How do I take B&W photographs with my digital SLR? Film isn't an issue because there is none. On some digital cameras, there’s a simple menu setting that allows the camera record the photograph in B&W. So I'm done, right? Wrong.
In the Camera
One should not capture only the B&W information in the camera. Having the full information from all the RGB channels is valuable when post-processing the photograph in Photoshop. So always shoot in color and convert to B&W later. You'll see why in this article.
Second, one should always "expose to the right". In other words, one should try to skew the picture's histogram to the right without clipping the highlights. The right part of the histogram will capture more information that the left side of the histogram. So always overexpose the photographs slightly. We are going to post-process later.
Lastly, always shoot in RAW format. Make the decisions on how to digitally process your B&W photograph outside the camera. One could use the extra information available in the camera's RAW format.
There are many ways to convert a color photograph into a B&W in Photoshop. Some are good and some are bad. Let's start with the bad ones and then move to the good ones.
Grayscale - By using image->mode->grayscale in the top menu, one could change the mode of the photo from RGB to Grayscale, effectively throwing away the color information. We didn't want to do it in the camera; then, why should we do it here?
We don't. Grayscale simply picks 59% of the green channel, 30% of the red channel and 11% of the blue channel and calls it a day. No creative input required. Why these numbers? It is the average color responsiveness of the human eye. The result? An average photo, of course.
Desaturate - We could go to the image->adjustments->desaturate in the top menu and discard all the saturation values in the image. However, this is another un-creative, all-or-nothing approach to B&W photos that leads to mediocre photos. One could also achieve the same effect by going to Hue/Saturation under the Image Adjustment pull-down and set the Saturation value to -100. Swell!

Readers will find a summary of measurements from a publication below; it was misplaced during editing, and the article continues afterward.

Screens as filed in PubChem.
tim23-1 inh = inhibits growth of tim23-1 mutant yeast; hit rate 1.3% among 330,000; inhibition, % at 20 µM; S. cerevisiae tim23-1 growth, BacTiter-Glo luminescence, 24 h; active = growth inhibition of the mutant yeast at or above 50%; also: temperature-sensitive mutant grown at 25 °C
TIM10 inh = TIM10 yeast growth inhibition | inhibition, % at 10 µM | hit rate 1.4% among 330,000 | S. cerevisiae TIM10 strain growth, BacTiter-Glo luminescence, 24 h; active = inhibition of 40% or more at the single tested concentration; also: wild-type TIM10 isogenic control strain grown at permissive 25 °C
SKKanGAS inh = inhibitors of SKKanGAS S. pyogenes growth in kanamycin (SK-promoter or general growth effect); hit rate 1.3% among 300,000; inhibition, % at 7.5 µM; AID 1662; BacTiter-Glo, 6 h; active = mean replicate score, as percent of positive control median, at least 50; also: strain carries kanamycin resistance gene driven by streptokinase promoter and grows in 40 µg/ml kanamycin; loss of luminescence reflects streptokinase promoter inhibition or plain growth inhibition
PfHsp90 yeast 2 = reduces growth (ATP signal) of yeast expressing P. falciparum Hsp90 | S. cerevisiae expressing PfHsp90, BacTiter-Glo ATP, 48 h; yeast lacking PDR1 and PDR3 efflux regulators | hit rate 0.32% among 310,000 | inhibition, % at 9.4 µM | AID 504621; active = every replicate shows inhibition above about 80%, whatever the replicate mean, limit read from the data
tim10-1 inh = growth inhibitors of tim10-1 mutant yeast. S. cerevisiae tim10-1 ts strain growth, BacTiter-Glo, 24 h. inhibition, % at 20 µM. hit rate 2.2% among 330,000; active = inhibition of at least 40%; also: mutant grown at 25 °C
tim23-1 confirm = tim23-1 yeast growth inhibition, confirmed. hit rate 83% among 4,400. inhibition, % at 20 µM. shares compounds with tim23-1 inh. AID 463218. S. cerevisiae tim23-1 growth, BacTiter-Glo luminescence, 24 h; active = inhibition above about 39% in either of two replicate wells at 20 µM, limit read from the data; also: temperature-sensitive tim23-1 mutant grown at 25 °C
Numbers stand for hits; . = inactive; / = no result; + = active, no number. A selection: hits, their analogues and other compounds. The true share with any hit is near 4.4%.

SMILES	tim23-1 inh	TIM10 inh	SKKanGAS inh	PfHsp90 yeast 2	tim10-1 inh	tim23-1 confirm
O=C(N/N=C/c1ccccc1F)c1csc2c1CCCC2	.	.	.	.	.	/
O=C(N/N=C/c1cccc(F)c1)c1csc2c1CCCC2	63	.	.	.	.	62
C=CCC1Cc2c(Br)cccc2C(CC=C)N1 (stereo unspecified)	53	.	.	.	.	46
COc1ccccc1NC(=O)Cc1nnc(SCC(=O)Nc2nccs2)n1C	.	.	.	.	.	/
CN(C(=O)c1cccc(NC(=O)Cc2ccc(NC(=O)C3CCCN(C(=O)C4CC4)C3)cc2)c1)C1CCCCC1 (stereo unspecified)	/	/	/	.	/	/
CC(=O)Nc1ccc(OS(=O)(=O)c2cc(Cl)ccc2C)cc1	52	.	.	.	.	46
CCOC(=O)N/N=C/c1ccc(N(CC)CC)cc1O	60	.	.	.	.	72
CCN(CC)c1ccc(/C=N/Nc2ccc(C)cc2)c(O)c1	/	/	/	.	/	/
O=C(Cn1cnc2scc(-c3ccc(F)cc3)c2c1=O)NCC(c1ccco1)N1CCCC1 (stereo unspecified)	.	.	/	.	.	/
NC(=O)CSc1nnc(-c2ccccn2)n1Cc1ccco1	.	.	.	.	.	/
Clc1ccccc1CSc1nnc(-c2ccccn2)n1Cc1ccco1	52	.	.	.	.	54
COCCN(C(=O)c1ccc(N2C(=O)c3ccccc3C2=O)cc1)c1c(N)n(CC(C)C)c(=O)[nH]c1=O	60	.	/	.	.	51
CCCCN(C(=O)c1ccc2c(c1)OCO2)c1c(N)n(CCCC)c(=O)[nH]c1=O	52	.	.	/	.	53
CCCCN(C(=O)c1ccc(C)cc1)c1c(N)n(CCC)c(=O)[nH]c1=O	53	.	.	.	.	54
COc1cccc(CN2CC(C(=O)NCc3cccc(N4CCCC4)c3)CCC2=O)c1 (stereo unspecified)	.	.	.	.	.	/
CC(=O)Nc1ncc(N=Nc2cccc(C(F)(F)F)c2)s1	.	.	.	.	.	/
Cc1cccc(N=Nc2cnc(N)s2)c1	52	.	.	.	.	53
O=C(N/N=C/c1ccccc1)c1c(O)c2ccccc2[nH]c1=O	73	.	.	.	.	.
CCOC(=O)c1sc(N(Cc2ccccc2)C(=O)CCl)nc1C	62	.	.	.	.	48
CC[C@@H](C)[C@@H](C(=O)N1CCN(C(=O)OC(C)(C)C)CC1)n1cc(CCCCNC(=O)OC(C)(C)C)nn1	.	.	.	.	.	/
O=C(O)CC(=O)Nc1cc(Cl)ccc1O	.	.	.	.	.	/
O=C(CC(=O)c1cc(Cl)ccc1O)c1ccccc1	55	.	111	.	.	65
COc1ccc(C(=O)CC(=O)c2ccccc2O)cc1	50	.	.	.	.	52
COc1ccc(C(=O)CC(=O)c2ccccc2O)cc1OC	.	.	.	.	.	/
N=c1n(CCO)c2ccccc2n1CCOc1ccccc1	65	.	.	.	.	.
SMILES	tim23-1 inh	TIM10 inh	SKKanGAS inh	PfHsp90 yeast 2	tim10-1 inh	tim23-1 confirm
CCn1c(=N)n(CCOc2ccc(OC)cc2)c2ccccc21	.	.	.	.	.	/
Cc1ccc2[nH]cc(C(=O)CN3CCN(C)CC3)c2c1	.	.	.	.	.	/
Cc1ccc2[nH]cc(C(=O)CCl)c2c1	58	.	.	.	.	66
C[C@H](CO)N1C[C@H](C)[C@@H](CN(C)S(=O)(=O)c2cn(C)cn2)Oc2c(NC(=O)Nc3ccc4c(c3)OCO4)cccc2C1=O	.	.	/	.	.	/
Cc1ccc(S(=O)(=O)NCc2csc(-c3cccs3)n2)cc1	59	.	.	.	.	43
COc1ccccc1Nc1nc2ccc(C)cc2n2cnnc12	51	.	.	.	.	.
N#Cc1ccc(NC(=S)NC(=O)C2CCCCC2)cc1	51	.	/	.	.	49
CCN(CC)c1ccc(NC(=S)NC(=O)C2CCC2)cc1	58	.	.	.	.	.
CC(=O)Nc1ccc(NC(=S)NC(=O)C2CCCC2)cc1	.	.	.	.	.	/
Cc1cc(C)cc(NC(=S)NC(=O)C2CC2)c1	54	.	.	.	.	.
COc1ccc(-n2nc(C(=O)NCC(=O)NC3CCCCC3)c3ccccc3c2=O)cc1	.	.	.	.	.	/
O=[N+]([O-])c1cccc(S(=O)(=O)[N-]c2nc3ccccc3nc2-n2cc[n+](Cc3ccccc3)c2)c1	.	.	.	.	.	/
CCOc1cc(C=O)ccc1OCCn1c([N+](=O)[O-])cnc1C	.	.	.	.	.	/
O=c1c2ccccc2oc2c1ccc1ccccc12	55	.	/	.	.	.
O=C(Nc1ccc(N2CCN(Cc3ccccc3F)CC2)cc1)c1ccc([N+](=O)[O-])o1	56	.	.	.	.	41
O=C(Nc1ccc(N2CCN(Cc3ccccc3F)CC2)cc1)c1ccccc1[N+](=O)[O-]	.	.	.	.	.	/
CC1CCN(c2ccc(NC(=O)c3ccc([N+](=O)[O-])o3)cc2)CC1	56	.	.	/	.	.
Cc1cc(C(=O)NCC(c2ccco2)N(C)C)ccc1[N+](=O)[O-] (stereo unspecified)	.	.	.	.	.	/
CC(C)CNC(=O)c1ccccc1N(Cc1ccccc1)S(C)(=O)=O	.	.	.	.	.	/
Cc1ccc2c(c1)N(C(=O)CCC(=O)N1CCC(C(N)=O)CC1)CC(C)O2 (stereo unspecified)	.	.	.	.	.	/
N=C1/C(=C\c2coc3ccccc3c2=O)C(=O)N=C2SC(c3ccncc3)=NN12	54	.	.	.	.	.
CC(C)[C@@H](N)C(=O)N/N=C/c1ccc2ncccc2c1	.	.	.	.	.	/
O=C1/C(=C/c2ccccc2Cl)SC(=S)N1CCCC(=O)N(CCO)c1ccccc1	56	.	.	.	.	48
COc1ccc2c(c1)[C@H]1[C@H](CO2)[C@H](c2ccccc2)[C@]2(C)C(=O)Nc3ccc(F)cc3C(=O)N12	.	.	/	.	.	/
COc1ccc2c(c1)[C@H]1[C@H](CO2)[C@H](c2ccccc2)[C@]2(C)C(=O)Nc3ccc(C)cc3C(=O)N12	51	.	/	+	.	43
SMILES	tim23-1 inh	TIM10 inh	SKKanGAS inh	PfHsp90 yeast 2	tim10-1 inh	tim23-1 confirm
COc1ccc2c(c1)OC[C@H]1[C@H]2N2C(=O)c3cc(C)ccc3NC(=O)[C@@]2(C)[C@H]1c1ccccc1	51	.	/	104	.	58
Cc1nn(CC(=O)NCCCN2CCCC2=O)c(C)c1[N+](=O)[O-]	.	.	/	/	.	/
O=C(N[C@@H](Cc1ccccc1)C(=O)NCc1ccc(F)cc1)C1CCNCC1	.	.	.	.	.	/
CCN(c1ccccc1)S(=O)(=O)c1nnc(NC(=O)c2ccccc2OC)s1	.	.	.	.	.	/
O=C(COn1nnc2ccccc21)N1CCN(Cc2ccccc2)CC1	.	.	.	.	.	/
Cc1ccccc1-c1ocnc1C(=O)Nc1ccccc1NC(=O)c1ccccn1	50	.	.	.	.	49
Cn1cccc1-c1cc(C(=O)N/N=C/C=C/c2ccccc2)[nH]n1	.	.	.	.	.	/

The Channel Mixer - The channel mixer is the first good way to create a B&W photograph. By creating an adjustment layer with the Channel Mixer, one could adjust the Red/Green/Blue sliders and create different kinds of B&W photos. Make sure you click Monochrome as the output and adjust the various sliders values while keep the total of the three RGB values around 100%. It’s good creative input here and it’s simple to use.
B&W Adjustment Layer - With a B&W adjustment layer, you have the most flexibility to create a B&W image short of an independent plug-in. Avoid using the auto button since it would be a crime to give up the creative flexibility; however, look at some good presets that have recreated various filters. Adjust the sliders as you wish, but the hand tool is the way to go. By using the hand tool, one could pick an area on the actual photo, then move the mouse to the left to make it darker or to the right to make it lighter. Remember, it will still act on all the appropriate pixels in the photograph, not just the ones under your mouse. The B&W adjustment layer has a cool tint button to create sepia, cyanotype and other tints. Finally, it is completely non-destructive so one could make changes later as needed. It’s a great way to go without a 3rd party plug-in.
3rd Party Plug-ins - Lastly, if one want to spring for the money, 3rd party plug-ins can offer the ultimate in ease-of-use and/or flexibility. I use BWStyler by Photowiz - http://thepluginsite.com/products/photowiz/bwstyler/. It’s a powerful plug-in that allows you to recreate the look of various films, wet darkroom processing techniques, filters, etc. I recommend trying them or other plug-ins like Nik Spftware Silver Efex Pro - http://www.niksoftware.com/.
We have cover in this article the different approaches to converting the photo from color into B&W. In the final part 3, we will look at how to fine-tune the photo to make it perfect.